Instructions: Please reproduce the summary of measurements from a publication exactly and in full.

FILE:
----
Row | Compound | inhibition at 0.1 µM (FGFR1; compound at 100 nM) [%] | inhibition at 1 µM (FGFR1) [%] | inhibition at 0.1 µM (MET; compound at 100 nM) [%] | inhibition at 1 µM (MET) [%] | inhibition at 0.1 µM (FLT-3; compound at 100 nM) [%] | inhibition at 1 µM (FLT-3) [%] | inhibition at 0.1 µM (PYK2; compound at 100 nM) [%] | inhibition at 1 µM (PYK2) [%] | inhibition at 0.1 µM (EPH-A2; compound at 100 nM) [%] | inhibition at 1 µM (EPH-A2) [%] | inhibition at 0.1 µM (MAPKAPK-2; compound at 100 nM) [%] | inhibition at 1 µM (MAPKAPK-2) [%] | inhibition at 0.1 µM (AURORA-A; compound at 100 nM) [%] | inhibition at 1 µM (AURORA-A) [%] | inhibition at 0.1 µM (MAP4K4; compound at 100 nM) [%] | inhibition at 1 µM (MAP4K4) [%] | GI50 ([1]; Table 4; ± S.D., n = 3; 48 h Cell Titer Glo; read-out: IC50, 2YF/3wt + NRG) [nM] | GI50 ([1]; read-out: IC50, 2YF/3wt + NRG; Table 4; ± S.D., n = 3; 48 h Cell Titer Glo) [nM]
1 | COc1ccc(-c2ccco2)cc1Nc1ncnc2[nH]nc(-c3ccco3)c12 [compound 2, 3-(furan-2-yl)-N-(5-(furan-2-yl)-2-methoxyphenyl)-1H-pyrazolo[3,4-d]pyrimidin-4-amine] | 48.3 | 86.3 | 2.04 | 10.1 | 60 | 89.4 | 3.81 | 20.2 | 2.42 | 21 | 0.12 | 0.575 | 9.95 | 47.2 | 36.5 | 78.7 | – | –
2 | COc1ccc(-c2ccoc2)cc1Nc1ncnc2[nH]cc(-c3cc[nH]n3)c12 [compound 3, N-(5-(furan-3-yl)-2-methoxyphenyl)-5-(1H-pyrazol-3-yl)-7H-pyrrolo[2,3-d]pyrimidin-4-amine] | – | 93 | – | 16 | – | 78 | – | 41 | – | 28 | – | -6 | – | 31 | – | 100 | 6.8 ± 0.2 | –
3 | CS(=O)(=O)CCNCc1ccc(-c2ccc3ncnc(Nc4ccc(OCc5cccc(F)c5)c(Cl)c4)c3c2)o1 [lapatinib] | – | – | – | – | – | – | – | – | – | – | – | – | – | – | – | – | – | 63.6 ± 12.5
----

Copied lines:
Row | Compound | inhibition at 0.1 µM (FGFR1; compound at 100 nM) [%] | inhibition at 1 µM (FGFR1) [%] | inhibition at 0.1 µM (MET; compound at 100 nM) [%] | inhibition at 1 µM (MET) [%] | inhibition at 0.1 µM (FLT-3; compound at 100 nM) [%] | inhibition at 1 µM (FLT-3) [%] | inhibition at 0.1 µM (PYK2; compound at 100 nM) [%] | inhibition at 1 µM (PYK2) [%] | inhibition at 0.1 µM (EPH-A2; compound at 100 nM) [%] | inhibition at 1 µM (EPH-A2) [%] | inhibition at 0.1 µM (MAPKAPK-2; compound at 100 nM) [%] | inhibition at 1 µM (MAPKAPK-2) [%] | inhibition at 0.1 µM (AURORA-A; compound at 100 nM) [%] | inhibition at 1 µM (AURORA-A) [%] | inhibition at 0.1 µM (MAP4K4; compound at 100 nM) [%] | inhibition at 1 µM (MAP4K4) [%] | GI50 ([1]; Table 4; ± S.D., n = 3; 48 h Cell Titer Glo; read-out: IC50, 2YF/3wt + NRG) [nM] | GI50 ([1]; read-out: IC50, 2YF/3wt + NRG; Table 4; ± S.D., n = 3; 48 h Cell Titer Glo) [nM]
1 | COc1ccc(-c2ccco2)cc1Nc1ncnc2[nH]nc(-c3ccco3)c12 [compound 2, 3-(furan-2-yl)-N-(5-(furan-2-yl)-2-methoxyphenyl)-1H-pyrazolo[3,4-d]pyrimidin-4-amine] | 48.3 | 86.3 | 2.04 | 10.1 | 60 | 89.4 | 3.81 | 20.2 | 2.42 | 21 | 0.12 | 0.575 | 9.95 | 47.2 | 36.5 | 78.7 | – | –
2 | COc1ccc(-c2ccoc2)cc1Nc1ncnc2[nH]cc(-c3cc[nH]n3)c12 [compound 3, N-(5-(furan-3-yl)-2-methoxyphenyl)-5-(1H-pyrazol-3-yl)-7H-pyrrolo[2,3-d]pyrimidin-4-amine] | – | 93 | – | 16 | – | 78 | – | 41 | – | 28 | – | -6 | – | 31 | – | 100 | 6.8 ± 0.2 | –
3 | CS(=O)(=O)CCNCc1ccc(-c2ccc3ncnc(Nc4ccc(OCc5cccc(F)c5)c(Cl)c4)c3c2)o1 [lapatinib] | – | – | – | – | – | – | – | – | – | – | – | – | – | – | – | – | – | 63.6 ± 12.5